William Wilberforce helped end the British slave trade exactly 200 years ago. A movie celebrating his achievement and a book chronicling the return of the global slave trade have brought three Westmont graduates together in unexpected ways and united them in a common cause.
Mark Tauber ’90 is vice president and deputy publisher at HarperSanFrancisco, a division of HarperCollins that publishes books on religion, spirituality and personal growth as well as works by C.S. Lewis. When Walden Media produced the movie “The Lion, the Witch and the Wardrobe,” Mark coordinated marketing efforts with them. Hearing their plans for “Amazing Grace,” a film about Wilberforce, Mark decided to develop two related books, including a biography of Wilberforce by Eric Metaxas.
For the second, Mark focused on activism. How would Wilberforce respond to human trafficking in the 21st century? What can people do today to end slavery once and for all? He recruited his friend and fellow alumnus David Batstone ’80, an author, journalist and professor at the University of San Francisco, to write “Not for Sale: The Return of the Global Slave Trade and How We Can Fight It.” Mark had worked as David’s literary agent and knew he would relish the project.
To prepare for the launch of the books and the movie, Mark also met with Erik Lokkesmoe ’95, the project manager from Walden Media and Bristol Bay Productions responsible for “Amazing Grace.” During the course of their conversation, the two were surprised to discover their Westmont connection.
Erik left his position as director of communications for the National Endowment for the Humanities to work on “Amazing Grace.” “I came to D.C. initially to fight the culture wars thinking it was the center of power,” he says. “But I learned it wasn’t as powerful as I thought — the real power comes from the arts and from those who shape the moral imagination, stories and songs of our culture. My passion is no longer for a career in politics, but for encouraging and funding artists with a redemptive, global vision.”
Erik started Brewing Culture (www.brewingculture.org) to have conversations about creativity and support a new generation of artists and filmmakers. One of his goals is building a “community of creative professionals who will explore and express the good, the true, and the beautiful in and through art and media.” Erik notes that Wilberforce and his friends provide an example of like-minded people doing God’s work through their vocations. “Their lives dispel the myth that one person alone can make a difference,” he says. “It’s remarkable to see the way Wilberforce draws people together even today.”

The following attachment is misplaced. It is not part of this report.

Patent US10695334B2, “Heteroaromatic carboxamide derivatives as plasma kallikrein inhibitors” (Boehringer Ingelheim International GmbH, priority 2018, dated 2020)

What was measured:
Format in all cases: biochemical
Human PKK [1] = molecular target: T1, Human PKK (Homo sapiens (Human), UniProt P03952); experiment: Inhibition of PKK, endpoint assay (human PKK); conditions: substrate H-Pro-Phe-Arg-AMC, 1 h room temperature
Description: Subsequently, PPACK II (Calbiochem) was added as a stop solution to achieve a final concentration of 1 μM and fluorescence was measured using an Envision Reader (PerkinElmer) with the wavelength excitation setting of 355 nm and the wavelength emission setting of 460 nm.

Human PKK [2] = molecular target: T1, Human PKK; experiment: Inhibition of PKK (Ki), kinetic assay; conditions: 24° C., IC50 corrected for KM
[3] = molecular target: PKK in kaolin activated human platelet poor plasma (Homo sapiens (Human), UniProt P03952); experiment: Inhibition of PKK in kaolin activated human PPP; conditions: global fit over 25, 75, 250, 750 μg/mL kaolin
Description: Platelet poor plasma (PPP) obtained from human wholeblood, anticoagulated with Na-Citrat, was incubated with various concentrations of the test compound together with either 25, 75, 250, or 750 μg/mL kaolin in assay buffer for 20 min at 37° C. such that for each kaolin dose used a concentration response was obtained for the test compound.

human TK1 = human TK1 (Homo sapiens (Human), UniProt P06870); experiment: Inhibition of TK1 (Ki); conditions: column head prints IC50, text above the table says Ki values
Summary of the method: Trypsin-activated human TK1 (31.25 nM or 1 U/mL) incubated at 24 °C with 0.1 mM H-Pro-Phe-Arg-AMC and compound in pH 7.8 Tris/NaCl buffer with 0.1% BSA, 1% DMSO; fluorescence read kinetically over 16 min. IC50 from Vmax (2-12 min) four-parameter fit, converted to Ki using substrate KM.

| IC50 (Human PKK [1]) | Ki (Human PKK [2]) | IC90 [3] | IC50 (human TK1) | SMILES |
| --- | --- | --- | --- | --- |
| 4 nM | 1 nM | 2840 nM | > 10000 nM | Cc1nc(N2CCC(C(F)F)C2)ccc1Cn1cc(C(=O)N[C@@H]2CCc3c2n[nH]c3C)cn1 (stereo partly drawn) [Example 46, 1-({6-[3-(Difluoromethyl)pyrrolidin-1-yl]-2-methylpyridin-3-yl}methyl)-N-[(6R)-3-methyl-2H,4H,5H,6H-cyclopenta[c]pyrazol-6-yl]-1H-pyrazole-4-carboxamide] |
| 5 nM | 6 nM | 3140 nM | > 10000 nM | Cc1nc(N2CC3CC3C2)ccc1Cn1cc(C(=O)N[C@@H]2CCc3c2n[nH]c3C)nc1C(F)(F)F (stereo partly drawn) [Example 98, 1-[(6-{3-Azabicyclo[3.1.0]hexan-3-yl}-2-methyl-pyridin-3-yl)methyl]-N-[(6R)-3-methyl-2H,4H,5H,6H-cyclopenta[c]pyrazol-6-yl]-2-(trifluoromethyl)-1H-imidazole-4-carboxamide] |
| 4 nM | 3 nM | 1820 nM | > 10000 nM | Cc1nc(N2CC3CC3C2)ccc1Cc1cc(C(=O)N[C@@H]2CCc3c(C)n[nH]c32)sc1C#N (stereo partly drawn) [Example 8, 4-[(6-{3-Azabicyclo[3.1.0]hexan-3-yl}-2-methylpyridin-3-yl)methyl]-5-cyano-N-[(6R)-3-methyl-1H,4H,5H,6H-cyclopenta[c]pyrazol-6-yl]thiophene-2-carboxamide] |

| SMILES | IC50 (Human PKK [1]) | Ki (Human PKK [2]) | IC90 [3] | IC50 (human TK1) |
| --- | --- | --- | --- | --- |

The request to write a book about human trafficking changed David Batstone’s life. “Everything I have done led up to that moment,” he says. “It became much more than an exercise in journalism, it became a vocation. I resigned from Sojourners to start an international campaign to stop slavery.”
His book, “Not for Sale: The Return of the Global Slave Trade and How We Can Fight It,” documents the shocking extent of human trafficking in the modern world. Traveling to five continents, David found child soldiers in Africa and young girls enslaved in Asian brothels. But he was astonished to discover slavery close to home: the owner of a favorite Bay Area restaurant practically imprisoned undocumented workers.
Throughout his journeys David discovered small pockets of people who were undermining the slave trade, and they inspired him. “Reporting on these heroes became the focus of the book,” he says. “But they need help from people of every vocation working together to free the captives. This is the message I am taking to Christian colleges: Use your vocation for God’s service — everywhere is a mission field. How will you respond to slavery? Wilberforce faced a choice between pursuing a life of faith full time or getting involved in politics. But he discovered it was possible to do both, that a life full of faith engages the world.
“In the last six years at Sojourners, I saw how important the faith community is going to be in making global change. That’s where the abolitionists will come.”
David has launched the Not for Sale campaign (www.notforsalecampaign.org), seeking to involve athletes (Free to Play), artists and musicians (Free to Create), businesses (Free to Work), students (Free to Learn) and the church (Free to Be). The five major international organizations fighting trafficking have joined the effort, as has Amazing Change, an outreach tied to “Amazing Grace” (www.theamazingchange.com). Mark, Erik and David have all become part of a growing movement. They want to see how many alums will join them.